US auto parts makers try to get out from under hood - sources

28 April 2009 21:09  [Source: ICIS news]

STERLING HEIGHTS, Michigan (ICIS news)--Automotive plastics makers are hoping that consumers demanding green technology and new government carbon emissions regulations will give their products greater spin, sources said on Tuesday.

“They’re trying to get out from under the hood, going for fenders, the hood itself,” said a Ford Motors engineer on the sidelines of the Society of Plastics Engineers’ Auto Epcon conference.

Automakers are facing an increasingly environmentally conscious government and buying base. In March, the Obama administration raised industry-wide fuel efficiency requirements by 2 miles/gal for the 2011 model year. Under the new standards, cars will have to average 30.2 miles/gal and light trucks 24.1 miles/gal.

States are also looking at their own fuel efficiency and emissions standards. Last week, California regulators approved cutting greenhouse gas emissions from vehicles by 16m tonnes by 2020.

Auto suppliers have been working on integrating plastics above and below the vehicles of the future to make them lighter. Bayer Material Science promoted its polycarbonate (PC) “sky view", a plastic bubble that caps a car - basically a 360-degree windshield.

Woco Motor Acoustic Systems promoted its plastic muffler.

“We all have a responsibility now for environmental consciousness,” Woco’s Roman Lopez-Forment said. “New solutions have to be found to reduce weight and increase fuel efficiency.”

Lopez said the plastic muffler would not make vehicles quieter, but would reduce the parts' weight by 30%. That would give auto manufacturers the option of using current size standards and claiming fewer CO2 emissions or increasing size for better horsepower.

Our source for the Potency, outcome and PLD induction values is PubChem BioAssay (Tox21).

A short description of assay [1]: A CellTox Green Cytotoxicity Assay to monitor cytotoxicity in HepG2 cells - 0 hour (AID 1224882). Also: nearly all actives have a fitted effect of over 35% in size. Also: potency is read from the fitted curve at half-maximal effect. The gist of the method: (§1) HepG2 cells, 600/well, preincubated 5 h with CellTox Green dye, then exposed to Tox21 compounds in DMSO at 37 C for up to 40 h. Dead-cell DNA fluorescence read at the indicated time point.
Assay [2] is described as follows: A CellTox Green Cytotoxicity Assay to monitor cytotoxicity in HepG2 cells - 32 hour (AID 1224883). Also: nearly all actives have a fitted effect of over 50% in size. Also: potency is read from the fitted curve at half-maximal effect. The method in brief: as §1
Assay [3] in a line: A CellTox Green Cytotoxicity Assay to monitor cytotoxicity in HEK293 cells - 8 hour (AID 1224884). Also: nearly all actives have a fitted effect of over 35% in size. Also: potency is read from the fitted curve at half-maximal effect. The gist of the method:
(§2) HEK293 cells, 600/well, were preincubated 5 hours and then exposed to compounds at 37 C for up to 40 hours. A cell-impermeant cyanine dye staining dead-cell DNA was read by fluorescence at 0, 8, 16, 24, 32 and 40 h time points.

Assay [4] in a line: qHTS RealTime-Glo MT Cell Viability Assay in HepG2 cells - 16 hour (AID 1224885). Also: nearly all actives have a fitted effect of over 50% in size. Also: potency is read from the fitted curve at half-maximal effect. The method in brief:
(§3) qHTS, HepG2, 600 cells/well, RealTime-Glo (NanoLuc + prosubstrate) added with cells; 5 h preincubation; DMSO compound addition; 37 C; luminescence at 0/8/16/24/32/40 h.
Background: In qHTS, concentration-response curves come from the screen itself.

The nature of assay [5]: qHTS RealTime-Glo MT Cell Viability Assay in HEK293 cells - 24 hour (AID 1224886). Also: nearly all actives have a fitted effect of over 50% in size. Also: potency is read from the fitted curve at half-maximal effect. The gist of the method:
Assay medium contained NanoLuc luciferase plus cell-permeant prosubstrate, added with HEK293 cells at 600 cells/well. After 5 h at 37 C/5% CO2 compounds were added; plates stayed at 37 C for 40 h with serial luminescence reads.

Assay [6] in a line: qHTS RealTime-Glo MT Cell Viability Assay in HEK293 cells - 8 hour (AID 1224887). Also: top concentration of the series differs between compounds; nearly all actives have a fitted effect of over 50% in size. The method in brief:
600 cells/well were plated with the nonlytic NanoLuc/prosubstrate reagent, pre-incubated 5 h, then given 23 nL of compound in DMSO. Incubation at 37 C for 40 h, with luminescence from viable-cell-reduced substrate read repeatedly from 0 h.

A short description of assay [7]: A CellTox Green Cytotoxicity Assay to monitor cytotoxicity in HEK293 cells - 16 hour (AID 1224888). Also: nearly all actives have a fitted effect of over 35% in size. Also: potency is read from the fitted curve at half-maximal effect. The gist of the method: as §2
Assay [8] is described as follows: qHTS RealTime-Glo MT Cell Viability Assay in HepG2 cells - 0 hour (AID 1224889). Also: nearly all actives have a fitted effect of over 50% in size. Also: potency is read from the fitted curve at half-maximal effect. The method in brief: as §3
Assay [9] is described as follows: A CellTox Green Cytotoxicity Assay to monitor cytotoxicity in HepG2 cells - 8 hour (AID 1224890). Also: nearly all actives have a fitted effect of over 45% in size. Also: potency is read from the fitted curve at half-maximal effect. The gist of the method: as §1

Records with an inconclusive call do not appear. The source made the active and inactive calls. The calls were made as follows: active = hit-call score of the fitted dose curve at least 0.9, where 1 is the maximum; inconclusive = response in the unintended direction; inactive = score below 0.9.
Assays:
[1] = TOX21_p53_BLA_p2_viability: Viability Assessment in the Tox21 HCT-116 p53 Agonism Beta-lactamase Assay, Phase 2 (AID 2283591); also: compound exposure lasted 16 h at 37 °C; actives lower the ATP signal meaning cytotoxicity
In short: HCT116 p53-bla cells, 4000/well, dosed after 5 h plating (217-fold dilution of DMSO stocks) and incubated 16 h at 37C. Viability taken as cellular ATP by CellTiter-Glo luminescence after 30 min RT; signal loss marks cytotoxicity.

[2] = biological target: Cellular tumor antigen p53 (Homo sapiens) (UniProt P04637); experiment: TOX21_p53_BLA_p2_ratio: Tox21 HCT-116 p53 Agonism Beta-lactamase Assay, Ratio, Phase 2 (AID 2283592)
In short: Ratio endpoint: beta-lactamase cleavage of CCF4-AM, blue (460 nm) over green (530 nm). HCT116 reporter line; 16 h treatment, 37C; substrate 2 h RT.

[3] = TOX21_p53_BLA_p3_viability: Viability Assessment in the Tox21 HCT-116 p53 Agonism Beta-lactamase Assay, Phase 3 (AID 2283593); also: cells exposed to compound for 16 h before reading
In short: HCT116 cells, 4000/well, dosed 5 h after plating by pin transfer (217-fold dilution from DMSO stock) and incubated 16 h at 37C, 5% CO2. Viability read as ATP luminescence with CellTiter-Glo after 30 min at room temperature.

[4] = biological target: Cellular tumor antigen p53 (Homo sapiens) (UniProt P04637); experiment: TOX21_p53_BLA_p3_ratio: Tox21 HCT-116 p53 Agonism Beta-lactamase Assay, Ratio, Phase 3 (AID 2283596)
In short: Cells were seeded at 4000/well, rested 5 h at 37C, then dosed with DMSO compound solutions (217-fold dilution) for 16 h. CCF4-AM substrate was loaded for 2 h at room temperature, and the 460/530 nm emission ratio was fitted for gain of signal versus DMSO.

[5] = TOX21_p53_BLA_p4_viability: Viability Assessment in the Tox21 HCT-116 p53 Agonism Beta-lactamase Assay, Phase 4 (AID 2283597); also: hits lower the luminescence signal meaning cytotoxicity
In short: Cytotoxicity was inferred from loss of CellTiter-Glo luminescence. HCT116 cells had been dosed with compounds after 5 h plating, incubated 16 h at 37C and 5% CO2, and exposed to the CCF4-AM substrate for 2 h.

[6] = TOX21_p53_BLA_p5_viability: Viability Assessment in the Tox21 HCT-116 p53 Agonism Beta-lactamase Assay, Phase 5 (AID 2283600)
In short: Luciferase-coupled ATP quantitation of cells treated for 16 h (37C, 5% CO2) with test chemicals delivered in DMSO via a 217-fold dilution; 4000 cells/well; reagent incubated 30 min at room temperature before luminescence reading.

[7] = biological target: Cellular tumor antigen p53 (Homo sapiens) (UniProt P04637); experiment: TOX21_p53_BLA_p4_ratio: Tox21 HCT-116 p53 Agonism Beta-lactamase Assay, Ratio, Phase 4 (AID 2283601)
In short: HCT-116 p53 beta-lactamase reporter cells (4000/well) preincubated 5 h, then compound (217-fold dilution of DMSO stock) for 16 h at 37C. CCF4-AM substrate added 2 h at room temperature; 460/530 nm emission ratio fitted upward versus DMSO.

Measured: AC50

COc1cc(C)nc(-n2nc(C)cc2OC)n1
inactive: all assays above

The company is currently working with multiple OEMs (original equipment manufacturers) to put the muffler into commercial production, Lopez said.

Even paint was not safe from plastic manufacturers' ambitions.

Bruce Mulholland of Ticona Engineering Polymers tried to convince a room full of engineers that colour-treated “metallic” plastic resins could replace most, if not all, metal chastises - although a highly-polished chrome look is still beyond the resins’ reach.  

“There are two drivers for doing this,” Mulholland said.  “If you use a moulded metallic material instead of paint, it’s better for the environment and it lowers cost. If it’s the monetary green that drives it, that’s fine - the environmental green will follow.”

A typical gallon of paint contains up to 3 lbs of volatile organic compound (VOCs) pollutants, while painted parts typically cannot be recycled. Ticona has matched up to 24 paint colors with its polymers, with Ford formally approving six for use with its vehicles, Mulholland said.

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By: Ben Lefebvre
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